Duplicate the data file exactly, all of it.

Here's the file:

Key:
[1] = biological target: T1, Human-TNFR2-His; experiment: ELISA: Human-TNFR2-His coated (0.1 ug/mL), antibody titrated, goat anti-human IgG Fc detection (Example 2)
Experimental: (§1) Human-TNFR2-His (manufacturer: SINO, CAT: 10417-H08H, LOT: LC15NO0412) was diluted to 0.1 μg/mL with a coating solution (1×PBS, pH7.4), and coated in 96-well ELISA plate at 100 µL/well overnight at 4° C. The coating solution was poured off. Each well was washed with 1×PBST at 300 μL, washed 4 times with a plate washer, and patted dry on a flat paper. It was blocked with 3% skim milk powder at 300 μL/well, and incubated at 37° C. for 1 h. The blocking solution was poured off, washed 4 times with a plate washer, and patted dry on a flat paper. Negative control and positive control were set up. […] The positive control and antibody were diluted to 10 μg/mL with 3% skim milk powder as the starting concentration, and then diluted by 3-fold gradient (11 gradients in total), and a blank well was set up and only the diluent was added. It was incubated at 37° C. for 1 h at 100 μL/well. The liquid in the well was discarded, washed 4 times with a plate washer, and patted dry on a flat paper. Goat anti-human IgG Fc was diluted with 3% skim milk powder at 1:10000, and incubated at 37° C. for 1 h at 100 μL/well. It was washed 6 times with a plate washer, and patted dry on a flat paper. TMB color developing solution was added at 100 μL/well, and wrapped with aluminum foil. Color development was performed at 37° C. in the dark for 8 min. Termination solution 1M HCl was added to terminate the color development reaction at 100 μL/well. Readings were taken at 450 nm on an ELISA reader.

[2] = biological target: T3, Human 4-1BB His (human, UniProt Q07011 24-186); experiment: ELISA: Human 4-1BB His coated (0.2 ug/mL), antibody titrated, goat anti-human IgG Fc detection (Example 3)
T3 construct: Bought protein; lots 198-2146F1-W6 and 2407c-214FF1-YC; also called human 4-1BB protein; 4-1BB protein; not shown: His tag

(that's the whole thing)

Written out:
Key:
[1] = biological target: T1, Human-TNFR2-His; experiment: ELISA: Human-TNFR2-His coated (0.1 ug/mL), antibody titrated, goat anti-human IgG Fc detection (Example 2)
Experimental: (§1) Human-TNFR2-His (manufacturer: SINO, CAT: 10417-H08H, LOT: LC15NO0412) was diluted to 0.1 μg/mL with a coating solution (1×PBS, pH7.4), and coated in 96-well ELISA plate at 100 µL/well overnight at 4° C. The coating solution was poured off. Each well was washed with 1×PBST at 300 μL, washed 4 times with a plate washer, and patted dry on a flat paper. It was blocked with 3% skim milk powder at 300 μL/well, and incubated at 37° C. for 1 h. The blocking solution was poured off, washed 4 times with a plate washer, and patted dry on a flat paper. Negative control and positive control were set up. […] The positive control and antibody were diluted to 10 μg/mL with 3% skim milk powder as the starting concentration, and then diluted by 3-fold gradient (11 gradients in total), and a blank well was set up and only the diluent was added. It was incubated at 37° C. for 1 h at 100 μL/well. The liquid in the well was discarded, washed 4 times with a plate washer, and patted dry on a flat paper. Goat anti-human IgG Fc was diluted with 3% skim milk powder at 1:10000, and incubated at 37° C. for 1 h at 100 μL/well. It was washed 6 times with a plate washer, and patted dry on a flat paper. TMB color developing solution was added at 100 μL/well, and wrapped with aluminum foil. Color development was performed at 37° C. in the dark for 8 min. Termination solution 1M HCl was added to terminate the color development reaction at 100 μL/well. Readings were taken at 450 nm on an ELISA reader.

[2] = biological target: T3, Human 4-1BB His (human, UniProt Q07011 24-186); experiment: ELISA: Human 4-1BB His coated (0.2 ug/mL), antibody titrated, goat anti-human IgG Fc detection (Example 3)
T3 construct: Bought protein; lots 198-2146F1-W6 and 2407c-214FF1-YC; also called human 4-1BB protein; 4-1BB protein; not shown: His tag